Planned Parenthood League of Massachusetts has said its “doors are open” for patients from out of state. Governor Charlie Baker issued an executive order that seeks to impede conservative states’ efforts to take action against Massachusetts residents, including abortion providers.
The prospect of a majority prepared to strike down interstate travel restrictions may come as a relief to supporters of abortion rights. But other threats to interstate access are on the horizon, cautions Greer Donley, a legal scholar who coauthored a paper on the subject that was cited in the Dobbs dissent signed by the three liberal justices.
The National Right to Life Committee has distributed model legislation that would criminalize as “trafficking” the act of transporting a pregnant minor to obtain an abortion without a parent’s consent. States with abortion bans could attempt to prosecute out-of-state abortion doctors for murder, said Donley, a professor at the University of Pittsburgh Law School.
The states also could target organizations that provide information and other resources to those seeking out-of-state abortions, said Elizabeth Nash, a state policy analyst at the Guttmacher Institute, a liberal think tank focused on reproductive rights. Texas Attorney General Ken Paxton said he may pursue civil penalties against companies that pay to send their employees out of the state for abortions, as many corporations have pledged to do.
Borrowing from the Texas legislation, some antiabortion groups have proposed allowing private citizens to sue people who help a resident of a state that has banned abortion end a pregnancy outside of that state. Relying on such civil lawsuits instead of prosecutions could prove to be less constitutionally problematic and might not breach the bright line Kavanaugh seemed to draw in his concurrence.
The wide array of possible tactics to impede out-of-state abortions has left court observers, on both sides of the political divide, trying to parse Kavanaugh’s brief foray into the matter. Did he mean to say he had reservations only about travel restrictions? Or was he telegraphing a more generalized discomfort with attempts to extend abortion bans beyond state borders?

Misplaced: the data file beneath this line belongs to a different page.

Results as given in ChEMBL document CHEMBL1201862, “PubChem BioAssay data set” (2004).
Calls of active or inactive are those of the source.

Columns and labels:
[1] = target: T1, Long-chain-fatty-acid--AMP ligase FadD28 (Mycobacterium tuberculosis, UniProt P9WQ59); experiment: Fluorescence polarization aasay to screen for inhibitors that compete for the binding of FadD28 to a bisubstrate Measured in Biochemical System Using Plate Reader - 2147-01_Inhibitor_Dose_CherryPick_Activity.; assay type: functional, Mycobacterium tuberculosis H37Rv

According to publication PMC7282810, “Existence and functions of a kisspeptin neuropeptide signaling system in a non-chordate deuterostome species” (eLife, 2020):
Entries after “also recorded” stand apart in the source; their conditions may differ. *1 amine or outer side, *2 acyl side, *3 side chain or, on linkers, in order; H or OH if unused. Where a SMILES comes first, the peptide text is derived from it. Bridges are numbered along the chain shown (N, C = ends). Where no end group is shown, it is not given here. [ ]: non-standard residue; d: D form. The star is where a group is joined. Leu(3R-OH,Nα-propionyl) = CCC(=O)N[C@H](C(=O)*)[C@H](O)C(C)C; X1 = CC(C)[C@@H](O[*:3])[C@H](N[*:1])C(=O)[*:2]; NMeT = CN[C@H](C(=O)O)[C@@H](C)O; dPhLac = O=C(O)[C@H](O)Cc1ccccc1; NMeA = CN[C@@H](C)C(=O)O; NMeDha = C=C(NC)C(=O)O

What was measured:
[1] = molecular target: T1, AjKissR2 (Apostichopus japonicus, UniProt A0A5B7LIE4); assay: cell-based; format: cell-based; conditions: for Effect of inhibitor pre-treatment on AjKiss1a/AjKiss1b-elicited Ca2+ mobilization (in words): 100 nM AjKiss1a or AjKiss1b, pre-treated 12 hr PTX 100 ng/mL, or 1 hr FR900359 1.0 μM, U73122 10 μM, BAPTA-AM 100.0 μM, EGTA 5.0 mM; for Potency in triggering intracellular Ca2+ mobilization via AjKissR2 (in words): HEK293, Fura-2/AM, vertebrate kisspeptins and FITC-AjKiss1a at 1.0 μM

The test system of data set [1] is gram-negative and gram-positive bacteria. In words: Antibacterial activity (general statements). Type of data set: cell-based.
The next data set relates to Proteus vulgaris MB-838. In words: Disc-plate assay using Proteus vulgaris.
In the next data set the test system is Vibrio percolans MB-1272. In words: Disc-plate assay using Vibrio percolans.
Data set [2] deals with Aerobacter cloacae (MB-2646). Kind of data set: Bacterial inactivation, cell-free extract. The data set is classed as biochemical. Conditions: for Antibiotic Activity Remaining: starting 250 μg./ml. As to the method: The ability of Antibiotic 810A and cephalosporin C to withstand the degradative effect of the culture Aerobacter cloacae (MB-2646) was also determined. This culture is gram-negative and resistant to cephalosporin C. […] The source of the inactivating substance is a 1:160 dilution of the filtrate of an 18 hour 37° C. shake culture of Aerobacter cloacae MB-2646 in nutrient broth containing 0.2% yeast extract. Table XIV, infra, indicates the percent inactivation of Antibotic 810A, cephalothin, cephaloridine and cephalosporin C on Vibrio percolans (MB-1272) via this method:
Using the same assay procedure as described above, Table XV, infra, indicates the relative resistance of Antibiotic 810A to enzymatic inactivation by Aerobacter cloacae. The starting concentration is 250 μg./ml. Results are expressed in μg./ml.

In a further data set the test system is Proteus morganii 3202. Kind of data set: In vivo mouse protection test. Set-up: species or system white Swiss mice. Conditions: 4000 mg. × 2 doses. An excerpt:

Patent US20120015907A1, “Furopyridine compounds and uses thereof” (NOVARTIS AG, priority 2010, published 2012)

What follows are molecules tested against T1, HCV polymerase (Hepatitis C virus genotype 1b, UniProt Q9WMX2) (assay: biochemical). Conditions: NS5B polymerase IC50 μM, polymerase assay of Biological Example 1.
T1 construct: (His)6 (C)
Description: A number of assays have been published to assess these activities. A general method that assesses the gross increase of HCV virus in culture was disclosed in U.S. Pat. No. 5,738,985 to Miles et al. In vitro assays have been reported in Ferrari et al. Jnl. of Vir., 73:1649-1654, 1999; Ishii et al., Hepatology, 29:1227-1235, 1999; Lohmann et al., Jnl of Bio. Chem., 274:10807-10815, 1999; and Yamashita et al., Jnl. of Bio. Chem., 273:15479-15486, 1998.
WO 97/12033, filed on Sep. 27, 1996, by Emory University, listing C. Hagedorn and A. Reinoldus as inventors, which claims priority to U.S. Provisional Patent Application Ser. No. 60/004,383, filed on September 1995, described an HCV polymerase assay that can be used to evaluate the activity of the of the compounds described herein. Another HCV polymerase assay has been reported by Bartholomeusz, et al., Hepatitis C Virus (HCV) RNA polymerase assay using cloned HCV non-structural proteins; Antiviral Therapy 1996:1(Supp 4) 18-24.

Liberals who distrust Kavanaugh, given his apparent about-face from statements during his Supreme Court confirmation vetting about overturning Roe, may be inclined to see gamesmanship in his wording.
“Justice Kavanaugh wanted to be perceived as being a voice of moderation” in this opinion, Donley said. “He does a lot of maneuvering to say, ‘Both sides have reasonable opinions and I’m not deciding this issue, I’m just returning it to the states.’ His including of that [language about interstate travel] was a little bit of a nod in that direction: Even if I am going to overturn Roe, I’m not going to rubber stamp everything the antiabortion movement does.
“But when the rubber hits the road,” Donley said, “how will he actually vote?”
David Cohen, one of Donley’s coauthors, emphasized that Kavanaugh’s language is narrowly focused on policies that would impede pregnant women from crossing state lines to obtain an abortion. It says nothing of punishments for abortion providers or any helpers who might provide money or a ride.
But some conservative scholars think liberals may be overthinking the matter.
“I think [Kavanaugh] is leaving his options open, but it’s clear that he does not feel at ease about extensions [of abortion bans beyond states lines] of that sort,” said Charles Fried, a Harvard Law School professor who as solicitor general during the George H.W. Bush administration argued for the overturn of Roe before the Supreme Court in 1989.
Kavanaugh has said nothing further about the matter and a public information officer for the Supreme Court said of the justices, “They do not elaborate on their decisions,” which leaves the public, like legal scholars, to interpret Kavanaugh’s words for itself.
Material from wire reports was included in this report.
Mike Damiano can be reached at email@example.com.